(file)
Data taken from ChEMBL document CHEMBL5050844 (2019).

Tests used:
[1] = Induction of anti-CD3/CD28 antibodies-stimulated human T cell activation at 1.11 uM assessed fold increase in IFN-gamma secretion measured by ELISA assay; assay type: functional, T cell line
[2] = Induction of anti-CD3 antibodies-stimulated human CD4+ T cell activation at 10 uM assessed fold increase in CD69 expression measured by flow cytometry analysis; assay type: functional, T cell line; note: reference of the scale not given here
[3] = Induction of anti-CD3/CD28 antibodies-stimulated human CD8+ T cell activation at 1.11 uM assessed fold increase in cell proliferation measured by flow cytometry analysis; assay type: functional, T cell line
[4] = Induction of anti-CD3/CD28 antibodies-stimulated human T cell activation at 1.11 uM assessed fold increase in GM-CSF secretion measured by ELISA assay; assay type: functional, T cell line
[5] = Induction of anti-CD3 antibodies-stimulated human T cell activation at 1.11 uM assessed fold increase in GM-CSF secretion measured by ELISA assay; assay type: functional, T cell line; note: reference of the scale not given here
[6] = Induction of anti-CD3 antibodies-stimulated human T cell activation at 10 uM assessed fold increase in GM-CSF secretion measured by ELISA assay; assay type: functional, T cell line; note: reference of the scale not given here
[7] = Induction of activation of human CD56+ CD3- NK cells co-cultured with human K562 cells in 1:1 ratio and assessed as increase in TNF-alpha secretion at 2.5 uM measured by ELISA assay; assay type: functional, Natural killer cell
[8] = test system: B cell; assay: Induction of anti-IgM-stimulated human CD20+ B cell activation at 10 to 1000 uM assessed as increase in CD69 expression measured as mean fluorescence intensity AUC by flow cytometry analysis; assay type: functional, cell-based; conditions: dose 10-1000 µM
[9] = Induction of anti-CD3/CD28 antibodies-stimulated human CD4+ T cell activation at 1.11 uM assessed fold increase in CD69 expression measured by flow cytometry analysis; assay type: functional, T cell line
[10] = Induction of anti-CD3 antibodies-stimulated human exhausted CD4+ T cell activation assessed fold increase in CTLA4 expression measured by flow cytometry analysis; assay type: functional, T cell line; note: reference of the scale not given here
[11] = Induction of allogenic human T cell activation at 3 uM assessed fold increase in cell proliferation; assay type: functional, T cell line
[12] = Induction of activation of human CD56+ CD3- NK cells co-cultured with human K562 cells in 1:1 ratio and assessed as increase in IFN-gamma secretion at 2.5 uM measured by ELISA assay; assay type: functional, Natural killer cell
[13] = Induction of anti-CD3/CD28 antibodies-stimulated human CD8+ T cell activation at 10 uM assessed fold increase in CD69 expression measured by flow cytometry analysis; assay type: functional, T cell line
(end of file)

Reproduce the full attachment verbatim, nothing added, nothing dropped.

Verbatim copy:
Data taken from ChEMBL document CHEMBL5050844 (2019).

Tests used:
[1] = Induction of anti-CD3/CD28 antibodies-stimulated human T cell activation at 1.11 uM assessed fold increase in IFN-gamma secretion measured by ELISA assay; assay type: functional, T cell line
[2] = Induction of anti-CD3 antibodies-stimulated human CD4+ T cell activation at 10 uM assessed fold increase in CD69 expression measured by flow cytometry analysis; assay type: functional, T cell line; note: reference of the scale not given here
[3] = Induction of anti-CD3/CD28 antibodies-stimulated human CD8+ T cell activation at 1.11 uM assessed fold increase in cell proliferation measured by flow cytometry analysis; assay type: functional, T cell line
[4] = Induction of anti-CD3/CD28 antibodies-stimulated human T cell activation at 1.11 uM assessed fold increase in GM-CSF secretion measured by ELISA assay; assay type: functional, T cell line
[5] = Induction of anti-CD3 antibodies-stimulated human T cell activation at 1.11 uM assessed fold increase in GM-CSF secretion measured by ELISA assay; assay type: functional, T cell line; note: reference of the scale not given here
[6] = Induction of anti-CD3 antibodies-stimulated human T cell activation at 10 uM assessed fold increase in GM-CSF secretion measured by ELISA assay; assay type: functional, T cell line; note: reference of the scale not given here
[7] = Induction of activation of human CD56+ CD3- NK cells co-cultured with human K562 cells in 1:1 ratio and assessed as increase in TNF-alpha secretion at 2.5 uM measured by ELISA assay; assay type: functional, Natural killer cell
[8] = test system: B cell; assay: Induction of anti-IgM-stimulated human CD20+ B cell activation at 10 to 1000 uM assessed as increase in CD69 expression measured as mean fluorescence intensity AUC by flow cytometry analysis; assay type: functional, cell-based; conditions: dose 10-1000 µM
[9] = Induction of anti-CD3/CD28 antibodies-stimulated human CD4+ T cell activation at 1.11 uM assessed fold increase in CD69 expression measured by flow cytometry analysis; assay type: functional, T cell line
[10] = Induction of anti-CD3 antibodies-stimulated human exhausted CD4+ T cell activation assessed fold increase in CTLA4 expression measured by flow cytometry analysis; assay type: functional, T cell line; note: reference of the scale not given here
[11] = Induction of allogenic human T cell activation at 3 uM assessed fold increase in cell proliferation; assay type: functional, T cell line
[12] = Induction of activation of human CD56+ CD3- NK cells co-cultured with human K562 cells in 1:1 ratio and assessed as increase in IFN-gamma secretion at 2.5 uM measured by ELISA assay; assay type: functional, Natural killer cell
[13] = Induction of anti-CD3/CD28 antibodies-stimulated human CD8+ T cell activation at 10 uM assessed fold increase in CD69 expression measured by flow cytometry analysis; assay type: functional, T cell line